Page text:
Another advantage of Silkie housing is that it keeps them safe from predators. Silkies make a desirable snack and are vulnerable to predators like hawks, owls, raccoons, and dogs. Ensure your coop is well-protected. Use wire mesh with tiny holes smaller than one-half-inch (13 mm) to prevent entry. Consider burying wire mesh under the coop to deter burrowing animals. Regularly check for gaps or holes in the coop structure.

Read More – 11 Best Meat Chicken Breeds For Your Backyard Coop

Food And Water

During their early stages of life, Silkie chicks primarily rely on starter feed (chick starter) for the first few weeks. This specially formulated feed is rich in essential vitamins, nutrients, and minerals to help support their overall health and immunity.

Alongside starter feed, ensure they can always access fresh and clean water. Gradually introduce finely chopped vegetables (like leafy greens and carrots) and small grains to their diet as they grow. Variety helps keep them entertained and interested while providing additional nutrients.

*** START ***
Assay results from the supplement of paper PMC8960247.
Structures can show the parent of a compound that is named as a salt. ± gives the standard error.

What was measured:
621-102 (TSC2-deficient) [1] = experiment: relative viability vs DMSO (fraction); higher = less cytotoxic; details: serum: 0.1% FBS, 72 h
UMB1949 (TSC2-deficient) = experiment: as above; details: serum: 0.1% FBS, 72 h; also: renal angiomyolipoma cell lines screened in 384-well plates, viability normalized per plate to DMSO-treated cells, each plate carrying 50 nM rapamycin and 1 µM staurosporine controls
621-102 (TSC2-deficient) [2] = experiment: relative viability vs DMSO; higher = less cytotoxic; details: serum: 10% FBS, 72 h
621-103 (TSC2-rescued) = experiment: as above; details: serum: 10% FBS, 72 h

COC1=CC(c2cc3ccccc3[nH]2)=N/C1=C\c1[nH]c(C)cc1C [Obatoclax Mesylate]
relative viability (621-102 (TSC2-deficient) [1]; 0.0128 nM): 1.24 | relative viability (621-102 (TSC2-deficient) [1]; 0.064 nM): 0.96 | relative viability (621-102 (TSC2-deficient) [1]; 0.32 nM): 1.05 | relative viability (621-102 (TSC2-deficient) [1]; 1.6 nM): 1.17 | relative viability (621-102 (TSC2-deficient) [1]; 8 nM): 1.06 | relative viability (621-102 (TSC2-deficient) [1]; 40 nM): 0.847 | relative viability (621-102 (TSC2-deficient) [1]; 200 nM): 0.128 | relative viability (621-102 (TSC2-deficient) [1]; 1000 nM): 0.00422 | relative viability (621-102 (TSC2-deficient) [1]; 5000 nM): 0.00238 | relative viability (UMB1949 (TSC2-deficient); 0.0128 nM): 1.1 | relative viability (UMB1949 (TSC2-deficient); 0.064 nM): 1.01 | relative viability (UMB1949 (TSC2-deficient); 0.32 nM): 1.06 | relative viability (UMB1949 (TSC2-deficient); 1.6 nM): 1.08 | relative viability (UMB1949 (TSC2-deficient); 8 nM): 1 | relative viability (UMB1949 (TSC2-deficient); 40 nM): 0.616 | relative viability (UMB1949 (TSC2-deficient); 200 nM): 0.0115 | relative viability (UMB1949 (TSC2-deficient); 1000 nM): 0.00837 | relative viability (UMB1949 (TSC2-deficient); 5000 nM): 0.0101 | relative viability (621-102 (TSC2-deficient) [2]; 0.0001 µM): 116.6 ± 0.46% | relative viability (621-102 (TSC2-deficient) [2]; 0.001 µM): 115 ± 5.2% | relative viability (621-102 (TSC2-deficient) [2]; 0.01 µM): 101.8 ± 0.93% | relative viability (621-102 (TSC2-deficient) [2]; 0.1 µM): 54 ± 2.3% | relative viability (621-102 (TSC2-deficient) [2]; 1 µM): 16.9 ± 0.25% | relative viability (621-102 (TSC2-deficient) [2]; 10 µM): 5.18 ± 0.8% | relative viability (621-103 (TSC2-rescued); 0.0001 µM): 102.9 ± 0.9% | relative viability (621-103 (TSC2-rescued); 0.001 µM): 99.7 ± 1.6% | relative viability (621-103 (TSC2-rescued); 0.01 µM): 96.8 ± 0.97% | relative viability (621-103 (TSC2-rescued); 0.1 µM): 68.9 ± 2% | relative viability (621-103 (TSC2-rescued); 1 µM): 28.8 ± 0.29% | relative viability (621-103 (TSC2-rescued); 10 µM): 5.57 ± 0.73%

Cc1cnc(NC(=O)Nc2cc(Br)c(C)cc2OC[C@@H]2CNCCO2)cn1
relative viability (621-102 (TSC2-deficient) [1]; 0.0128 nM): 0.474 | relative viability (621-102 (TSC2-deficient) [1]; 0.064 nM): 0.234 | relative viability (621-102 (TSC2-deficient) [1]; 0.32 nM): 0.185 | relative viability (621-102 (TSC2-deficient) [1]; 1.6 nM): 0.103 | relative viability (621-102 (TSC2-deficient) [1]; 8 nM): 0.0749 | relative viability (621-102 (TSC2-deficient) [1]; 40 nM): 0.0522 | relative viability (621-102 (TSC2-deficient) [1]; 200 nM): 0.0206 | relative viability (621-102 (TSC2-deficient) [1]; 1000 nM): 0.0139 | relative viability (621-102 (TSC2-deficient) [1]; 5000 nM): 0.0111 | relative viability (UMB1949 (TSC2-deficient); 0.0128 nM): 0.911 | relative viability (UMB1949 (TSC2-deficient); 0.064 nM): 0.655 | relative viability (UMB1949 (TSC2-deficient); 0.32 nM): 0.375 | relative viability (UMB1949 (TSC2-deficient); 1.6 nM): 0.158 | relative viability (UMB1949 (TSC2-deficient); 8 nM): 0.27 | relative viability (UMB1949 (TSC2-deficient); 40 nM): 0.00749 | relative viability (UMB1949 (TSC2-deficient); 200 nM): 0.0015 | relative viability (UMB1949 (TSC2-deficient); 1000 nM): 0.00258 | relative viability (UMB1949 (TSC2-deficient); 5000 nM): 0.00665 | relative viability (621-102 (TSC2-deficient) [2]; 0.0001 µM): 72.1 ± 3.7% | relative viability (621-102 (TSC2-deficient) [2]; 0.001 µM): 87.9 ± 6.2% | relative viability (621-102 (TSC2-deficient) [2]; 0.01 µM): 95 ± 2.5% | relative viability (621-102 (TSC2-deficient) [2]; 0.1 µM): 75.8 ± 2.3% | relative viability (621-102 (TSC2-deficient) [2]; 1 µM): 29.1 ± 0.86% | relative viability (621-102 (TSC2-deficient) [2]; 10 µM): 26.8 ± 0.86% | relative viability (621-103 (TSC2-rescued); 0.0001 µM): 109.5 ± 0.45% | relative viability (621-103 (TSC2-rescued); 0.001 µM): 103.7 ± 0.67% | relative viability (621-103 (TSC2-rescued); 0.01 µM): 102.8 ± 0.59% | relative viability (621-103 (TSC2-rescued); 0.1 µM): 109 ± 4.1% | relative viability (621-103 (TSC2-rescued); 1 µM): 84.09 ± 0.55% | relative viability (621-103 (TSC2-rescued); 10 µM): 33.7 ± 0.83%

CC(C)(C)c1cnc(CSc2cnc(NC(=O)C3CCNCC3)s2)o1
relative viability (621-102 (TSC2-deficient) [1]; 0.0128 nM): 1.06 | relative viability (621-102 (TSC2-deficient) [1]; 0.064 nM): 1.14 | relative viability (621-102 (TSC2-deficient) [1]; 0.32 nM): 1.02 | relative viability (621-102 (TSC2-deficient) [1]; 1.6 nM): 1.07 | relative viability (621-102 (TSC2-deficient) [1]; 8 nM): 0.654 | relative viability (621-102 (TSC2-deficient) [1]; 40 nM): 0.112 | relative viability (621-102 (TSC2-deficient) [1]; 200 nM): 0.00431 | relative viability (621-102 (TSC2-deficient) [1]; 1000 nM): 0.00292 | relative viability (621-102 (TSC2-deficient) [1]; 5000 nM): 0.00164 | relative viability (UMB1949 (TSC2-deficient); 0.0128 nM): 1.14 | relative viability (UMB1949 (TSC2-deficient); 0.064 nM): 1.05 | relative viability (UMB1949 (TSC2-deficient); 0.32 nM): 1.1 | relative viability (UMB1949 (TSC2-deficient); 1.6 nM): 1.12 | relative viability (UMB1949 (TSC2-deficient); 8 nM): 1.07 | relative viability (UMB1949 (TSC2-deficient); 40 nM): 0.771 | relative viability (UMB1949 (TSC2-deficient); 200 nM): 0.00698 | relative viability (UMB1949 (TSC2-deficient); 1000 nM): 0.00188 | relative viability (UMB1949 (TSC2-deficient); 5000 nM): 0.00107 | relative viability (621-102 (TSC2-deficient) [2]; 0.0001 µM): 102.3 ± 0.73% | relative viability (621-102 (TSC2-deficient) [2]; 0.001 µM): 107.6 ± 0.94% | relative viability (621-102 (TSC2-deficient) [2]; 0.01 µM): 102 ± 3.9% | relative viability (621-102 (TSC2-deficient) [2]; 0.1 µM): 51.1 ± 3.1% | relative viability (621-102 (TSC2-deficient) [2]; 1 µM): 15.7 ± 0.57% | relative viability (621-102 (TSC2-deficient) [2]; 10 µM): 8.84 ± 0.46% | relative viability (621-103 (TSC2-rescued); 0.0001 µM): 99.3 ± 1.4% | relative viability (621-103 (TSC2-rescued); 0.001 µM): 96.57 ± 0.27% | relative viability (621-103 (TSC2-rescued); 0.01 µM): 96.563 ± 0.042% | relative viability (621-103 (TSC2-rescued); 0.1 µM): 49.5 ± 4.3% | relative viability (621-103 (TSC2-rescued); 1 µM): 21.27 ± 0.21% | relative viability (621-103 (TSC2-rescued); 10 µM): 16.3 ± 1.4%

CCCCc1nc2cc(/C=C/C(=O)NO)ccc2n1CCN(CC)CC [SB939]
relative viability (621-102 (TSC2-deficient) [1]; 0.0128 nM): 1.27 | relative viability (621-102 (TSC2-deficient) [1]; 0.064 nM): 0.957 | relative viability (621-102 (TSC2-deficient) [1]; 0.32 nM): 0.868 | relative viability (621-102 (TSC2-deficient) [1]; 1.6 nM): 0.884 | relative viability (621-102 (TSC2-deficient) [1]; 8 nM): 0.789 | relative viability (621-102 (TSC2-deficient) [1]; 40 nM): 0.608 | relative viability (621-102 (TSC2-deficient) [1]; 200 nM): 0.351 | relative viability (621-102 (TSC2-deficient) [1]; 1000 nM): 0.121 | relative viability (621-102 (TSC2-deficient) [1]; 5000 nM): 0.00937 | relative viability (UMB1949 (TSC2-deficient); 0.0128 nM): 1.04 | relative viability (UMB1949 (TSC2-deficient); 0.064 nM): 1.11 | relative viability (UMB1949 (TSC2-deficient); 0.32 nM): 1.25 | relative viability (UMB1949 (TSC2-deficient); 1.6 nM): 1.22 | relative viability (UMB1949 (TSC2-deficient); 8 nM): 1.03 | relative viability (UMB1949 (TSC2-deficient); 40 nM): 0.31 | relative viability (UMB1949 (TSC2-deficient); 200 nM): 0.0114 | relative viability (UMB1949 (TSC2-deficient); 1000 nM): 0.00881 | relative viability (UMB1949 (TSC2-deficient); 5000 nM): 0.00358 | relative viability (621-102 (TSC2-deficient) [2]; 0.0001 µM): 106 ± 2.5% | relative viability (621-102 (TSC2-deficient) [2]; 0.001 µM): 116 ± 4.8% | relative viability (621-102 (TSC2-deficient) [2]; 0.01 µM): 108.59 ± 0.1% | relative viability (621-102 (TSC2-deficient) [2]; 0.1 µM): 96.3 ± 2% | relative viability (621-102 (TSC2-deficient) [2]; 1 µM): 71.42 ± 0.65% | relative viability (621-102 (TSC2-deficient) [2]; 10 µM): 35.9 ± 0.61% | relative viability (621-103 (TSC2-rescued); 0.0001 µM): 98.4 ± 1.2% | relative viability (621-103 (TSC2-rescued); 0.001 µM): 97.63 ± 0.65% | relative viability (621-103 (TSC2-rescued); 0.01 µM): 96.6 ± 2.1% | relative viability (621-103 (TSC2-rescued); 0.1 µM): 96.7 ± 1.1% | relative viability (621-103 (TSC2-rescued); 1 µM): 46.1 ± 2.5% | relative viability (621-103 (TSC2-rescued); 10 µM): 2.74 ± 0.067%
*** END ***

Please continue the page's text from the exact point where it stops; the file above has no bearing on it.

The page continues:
Remember to monitor their feeding habits and adjust meals accordingly!


Superb photo of a Silkie chicken grazing in the green meadow.

Silkie chickens are renowned for their distinct and eye-catching appearance. Their feathers lack the typical barbicels found in most chicken breeds, giving them a soft, downy texture that feels like silk or fur.

Imagine running your fingers through a cloud – that’s what touching a Silkie’s plumage is like! These fluffy feathers cover their entire body, including their legs.

Silkies come in many delightful colors, making them a visual treat. You’ll find them in diverse shades like lavender, black, porcelain, buff, partridge, white, blue, splash, and paint. Their skin is an intriguing feature – it’s black! Yes, you read that right. Their dark skin contrasts beautifully with their soft, fluffy feathers.

Silkies also have unique characteristics.

  • Crested Head: Their heads sport a crest of feathers resembling a little pom-pom. It’s similar to what you’d see in Polish chickens.
  • Blue Ears: No, not a typo! Silkies have blue earlobes, adding to their mystique.